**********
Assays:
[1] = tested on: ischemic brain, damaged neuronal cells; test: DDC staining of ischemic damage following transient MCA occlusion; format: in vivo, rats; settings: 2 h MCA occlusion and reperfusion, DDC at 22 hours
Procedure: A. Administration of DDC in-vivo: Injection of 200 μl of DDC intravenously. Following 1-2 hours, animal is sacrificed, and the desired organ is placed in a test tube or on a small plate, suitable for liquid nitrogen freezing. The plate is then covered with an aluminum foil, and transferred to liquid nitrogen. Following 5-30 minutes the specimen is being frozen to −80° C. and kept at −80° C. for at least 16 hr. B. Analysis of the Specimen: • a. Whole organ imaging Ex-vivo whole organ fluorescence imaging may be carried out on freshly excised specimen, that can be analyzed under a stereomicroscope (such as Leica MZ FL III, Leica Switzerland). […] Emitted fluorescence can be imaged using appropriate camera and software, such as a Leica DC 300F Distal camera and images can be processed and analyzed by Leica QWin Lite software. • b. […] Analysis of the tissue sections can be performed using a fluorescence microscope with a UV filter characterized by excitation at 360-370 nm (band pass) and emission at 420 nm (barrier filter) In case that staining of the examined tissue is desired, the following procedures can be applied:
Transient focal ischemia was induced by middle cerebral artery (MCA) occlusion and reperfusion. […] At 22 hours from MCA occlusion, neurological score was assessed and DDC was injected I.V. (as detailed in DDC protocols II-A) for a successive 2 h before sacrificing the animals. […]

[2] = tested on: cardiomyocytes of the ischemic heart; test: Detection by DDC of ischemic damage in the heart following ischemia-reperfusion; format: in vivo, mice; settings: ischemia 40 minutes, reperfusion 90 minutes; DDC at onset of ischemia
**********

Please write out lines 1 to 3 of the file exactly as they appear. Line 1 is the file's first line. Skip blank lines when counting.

Assays:
[1] = tested on: ischemic brain, damaged neuronal cells; test: DDC staining of ischemic damage following transient MCA occlusion; format: in vivo, rats; settings: 2 h MCA occlusion and reperfusion, DDC at 22 hours
Procedure: A. Administration of DDC in-vivo: Injection of 200 μl of DDC intravenously. Following 1-2 hours, animal is sacrificed, and the desired organ is placed in a test tube or on a small plate, suitable for liquid nitrogen freezing. The plate is then covered with an aluminum foil, and transferred to liquid nitrogen. Following 5-30 minutes the specimen is being frozen to −80° C. and kept at −80° C. for at least 16 hr. B. Analysis of the Specimen: • a. Whole organ imaging Ex-vivo whole organ fluorescence imaging may be carried out on freshly excised specimen, that can be analyzed under a stereomicroscope (such as Leica MZ FL III, Leica Switzerland). […] Emitted fluorescence can be imaged using appropriate camera and software, such as a Leica DC 300F Distal camera and images can be processed and analyzed by Leica QWin Lite software. • b. […] Analysis of the tissue sections can be performed using a fluorescence microscope with a UV filter characterized by excitation at 360-370 nm (band pass) and emission at 420 nm (barrier filter) In case that staining of the examined tissue is desired, the following procedures can be applied: